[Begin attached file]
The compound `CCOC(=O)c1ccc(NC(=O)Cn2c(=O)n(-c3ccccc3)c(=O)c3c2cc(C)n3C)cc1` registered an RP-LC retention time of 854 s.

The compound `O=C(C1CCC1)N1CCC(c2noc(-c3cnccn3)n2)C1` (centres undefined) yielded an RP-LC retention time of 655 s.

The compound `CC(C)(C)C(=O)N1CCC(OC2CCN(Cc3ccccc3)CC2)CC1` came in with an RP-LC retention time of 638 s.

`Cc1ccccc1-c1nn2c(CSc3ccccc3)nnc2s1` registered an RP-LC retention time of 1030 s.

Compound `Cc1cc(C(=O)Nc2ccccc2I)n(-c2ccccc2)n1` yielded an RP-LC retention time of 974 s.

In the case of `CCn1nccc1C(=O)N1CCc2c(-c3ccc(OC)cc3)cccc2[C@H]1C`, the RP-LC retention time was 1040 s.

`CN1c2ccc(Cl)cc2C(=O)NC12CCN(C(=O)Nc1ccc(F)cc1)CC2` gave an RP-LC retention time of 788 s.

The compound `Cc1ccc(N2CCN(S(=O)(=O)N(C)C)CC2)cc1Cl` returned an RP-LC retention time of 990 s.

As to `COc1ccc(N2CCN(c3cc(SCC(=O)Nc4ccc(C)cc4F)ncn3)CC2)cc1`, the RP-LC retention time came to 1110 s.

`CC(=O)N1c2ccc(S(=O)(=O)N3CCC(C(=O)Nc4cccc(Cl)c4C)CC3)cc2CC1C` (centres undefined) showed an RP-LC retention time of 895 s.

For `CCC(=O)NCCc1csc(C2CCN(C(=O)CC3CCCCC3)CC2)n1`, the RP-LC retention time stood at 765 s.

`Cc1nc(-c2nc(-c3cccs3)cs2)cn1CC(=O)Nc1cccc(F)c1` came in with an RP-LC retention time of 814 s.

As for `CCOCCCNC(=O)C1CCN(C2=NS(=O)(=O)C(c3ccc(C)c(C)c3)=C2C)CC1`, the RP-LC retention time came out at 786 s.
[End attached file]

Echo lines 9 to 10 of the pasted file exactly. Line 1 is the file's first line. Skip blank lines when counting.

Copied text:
As to `COc1ccc(N2CCN(c3cc(SCC(=O)Nc4ccc(C)cc4F)ncn3)CC2)cc1`, the RP-LC retention time came to 1110 s.

`CC(=O)N1c2ccc(S(=O)(=O)N3CCC(C(=O)Nc4cccc(Cl)c4C)CC3)cc2CC1C` (centres undefined) showed an RP-LC retention time of 895 s.